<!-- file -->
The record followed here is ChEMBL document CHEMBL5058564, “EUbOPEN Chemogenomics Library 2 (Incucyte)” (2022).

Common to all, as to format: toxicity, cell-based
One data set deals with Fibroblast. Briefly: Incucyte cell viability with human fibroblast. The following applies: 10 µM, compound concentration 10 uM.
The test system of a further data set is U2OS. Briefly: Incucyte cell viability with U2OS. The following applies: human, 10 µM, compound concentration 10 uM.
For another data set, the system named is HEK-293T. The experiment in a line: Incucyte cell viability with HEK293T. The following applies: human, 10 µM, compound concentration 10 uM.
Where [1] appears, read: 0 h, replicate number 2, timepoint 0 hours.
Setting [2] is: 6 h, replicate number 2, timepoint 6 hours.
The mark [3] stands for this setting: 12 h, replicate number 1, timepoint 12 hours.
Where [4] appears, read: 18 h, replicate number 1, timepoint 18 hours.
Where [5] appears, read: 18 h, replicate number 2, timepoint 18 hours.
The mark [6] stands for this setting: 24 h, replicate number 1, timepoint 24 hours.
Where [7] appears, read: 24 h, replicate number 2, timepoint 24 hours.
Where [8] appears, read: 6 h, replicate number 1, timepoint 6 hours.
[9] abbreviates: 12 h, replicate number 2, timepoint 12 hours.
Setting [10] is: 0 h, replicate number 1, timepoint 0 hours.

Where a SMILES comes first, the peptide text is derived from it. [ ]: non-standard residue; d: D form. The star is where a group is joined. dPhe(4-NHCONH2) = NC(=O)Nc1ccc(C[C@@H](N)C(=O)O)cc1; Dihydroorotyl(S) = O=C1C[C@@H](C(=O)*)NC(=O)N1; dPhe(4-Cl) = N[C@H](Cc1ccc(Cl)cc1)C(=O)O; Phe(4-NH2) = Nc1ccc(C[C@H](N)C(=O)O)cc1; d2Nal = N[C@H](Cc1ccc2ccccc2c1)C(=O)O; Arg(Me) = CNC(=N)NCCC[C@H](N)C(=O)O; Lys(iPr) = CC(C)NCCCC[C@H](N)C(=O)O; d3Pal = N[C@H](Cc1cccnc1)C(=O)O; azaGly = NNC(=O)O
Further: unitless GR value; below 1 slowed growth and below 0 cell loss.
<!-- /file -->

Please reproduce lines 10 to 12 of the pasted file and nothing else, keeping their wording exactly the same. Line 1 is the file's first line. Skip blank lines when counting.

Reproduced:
Where [5] appears, read: 18 h, replicate number 2, timepoint 18 hours.
The mark [6] stands for this setting: 24 h, replicate number 1, timepoint 24 hours.
Where [7] appears, read: 24 h, replicate number 2, timepoint 24 hours.